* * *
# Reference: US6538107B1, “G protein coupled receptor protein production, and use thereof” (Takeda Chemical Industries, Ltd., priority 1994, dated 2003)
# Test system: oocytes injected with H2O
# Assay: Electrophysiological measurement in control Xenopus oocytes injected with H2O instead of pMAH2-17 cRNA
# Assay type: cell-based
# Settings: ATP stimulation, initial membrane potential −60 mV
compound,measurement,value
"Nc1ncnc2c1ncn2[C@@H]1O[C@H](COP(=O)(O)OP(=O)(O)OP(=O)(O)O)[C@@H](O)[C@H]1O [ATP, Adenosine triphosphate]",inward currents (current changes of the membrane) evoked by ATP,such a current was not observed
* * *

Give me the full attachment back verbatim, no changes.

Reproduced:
# Reference: US6538107B1, “G protein coupled receptor protein production, and use thereof” (Takeda Chemical Industries, Ltd., priority 1994, dated 2003)
# Test system: oocytes injected with H2O
# Assay: Electrophysiological measurement in control Xenopus oocytes injected with H2O instead of pMAH2-17 cRNA
# Assay type: cell-based
# Settings: ATP stimulation, initial membrane potential −60 mV
compound,measurement,value
"Nc1ncnc2c1ncn2[C@@H]1O[C@H](COP(=O)(O)OP(=O)(O)OP(=O)(O)O)[C@@H](O)[C@H]1O [ATP, Adenosine triphosphate]",inward currents (current changes of the membrane) evoked by ATP,such a current was not observed